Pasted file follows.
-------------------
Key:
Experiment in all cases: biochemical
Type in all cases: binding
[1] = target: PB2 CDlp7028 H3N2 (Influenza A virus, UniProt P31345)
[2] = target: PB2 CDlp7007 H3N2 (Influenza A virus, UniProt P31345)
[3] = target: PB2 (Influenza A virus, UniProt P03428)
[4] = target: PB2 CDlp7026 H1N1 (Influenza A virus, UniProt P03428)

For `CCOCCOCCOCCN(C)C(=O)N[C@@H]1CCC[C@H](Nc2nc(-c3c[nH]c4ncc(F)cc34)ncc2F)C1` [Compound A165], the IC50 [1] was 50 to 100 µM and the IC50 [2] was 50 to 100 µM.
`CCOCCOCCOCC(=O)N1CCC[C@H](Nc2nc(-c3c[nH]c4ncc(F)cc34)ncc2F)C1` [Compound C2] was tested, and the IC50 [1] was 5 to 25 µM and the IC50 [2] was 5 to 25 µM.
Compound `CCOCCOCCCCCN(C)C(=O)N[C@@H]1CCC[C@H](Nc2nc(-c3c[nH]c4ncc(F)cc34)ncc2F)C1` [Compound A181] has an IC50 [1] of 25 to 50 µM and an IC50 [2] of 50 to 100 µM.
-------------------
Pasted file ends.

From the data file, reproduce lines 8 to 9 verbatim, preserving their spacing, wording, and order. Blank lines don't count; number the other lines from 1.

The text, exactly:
For `CCOCCOCCOCCN(C)C(=O)N[C@@H]1CCC[C@H](Nc2nc(-c3c[nH]c4ncc(F)cc34)ncc2F)C1` [Compound A165], the IC50 [1] was 50 to 100 µM and the IC50 [2] was 50 to 100 µM.
`CCOCCOCCOCC(=O)N1CCC[C@H](Nc2nc(-c3c[nH]c4ncc(F)cc34)ncc2F)C1` [Compound C2] was tested, and the IC50 [1] was 5 to 25 µM and the IC50 [2] was 5 to 25 µM.